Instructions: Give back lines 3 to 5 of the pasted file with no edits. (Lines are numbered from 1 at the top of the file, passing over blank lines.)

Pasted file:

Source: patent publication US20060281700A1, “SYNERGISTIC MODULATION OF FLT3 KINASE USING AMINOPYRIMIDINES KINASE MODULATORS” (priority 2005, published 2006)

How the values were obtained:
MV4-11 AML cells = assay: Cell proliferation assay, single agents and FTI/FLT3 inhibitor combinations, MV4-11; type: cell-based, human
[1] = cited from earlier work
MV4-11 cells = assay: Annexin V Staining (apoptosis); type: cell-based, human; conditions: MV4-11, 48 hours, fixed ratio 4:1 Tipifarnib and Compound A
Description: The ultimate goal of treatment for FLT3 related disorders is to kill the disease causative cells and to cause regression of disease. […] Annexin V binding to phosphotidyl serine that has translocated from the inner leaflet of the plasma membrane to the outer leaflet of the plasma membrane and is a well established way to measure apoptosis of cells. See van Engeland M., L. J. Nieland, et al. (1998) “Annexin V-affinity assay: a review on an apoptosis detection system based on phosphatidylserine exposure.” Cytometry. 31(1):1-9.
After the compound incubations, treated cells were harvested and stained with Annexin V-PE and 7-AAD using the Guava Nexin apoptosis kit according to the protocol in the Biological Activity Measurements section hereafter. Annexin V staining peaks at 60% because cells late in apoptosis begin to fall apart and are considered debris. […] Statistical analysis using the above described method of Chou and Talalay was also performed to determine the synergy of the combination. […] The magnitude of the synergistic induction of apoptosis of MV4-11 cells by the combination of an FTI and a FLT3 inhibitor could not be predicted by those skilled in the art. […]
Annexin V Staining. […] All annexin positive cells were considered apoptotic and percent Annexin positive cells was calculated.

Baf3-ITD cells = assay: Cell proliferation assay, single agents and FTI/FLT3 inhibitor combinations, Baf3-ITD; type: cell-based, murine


MV4-11 AML cells = assay: Cell proliferation assay, single agents and FTI/FLT3 inhibitor combinations, MV4-11; type: cell-based, human
[1] = cited from earlier work
MV4-11 cells = assay: Annexin V Staining (apoptosis); type: cell-based, human; conditions: MV4-11, 48 hours, fixed ratio 4:1 Tipifarnib and Compound A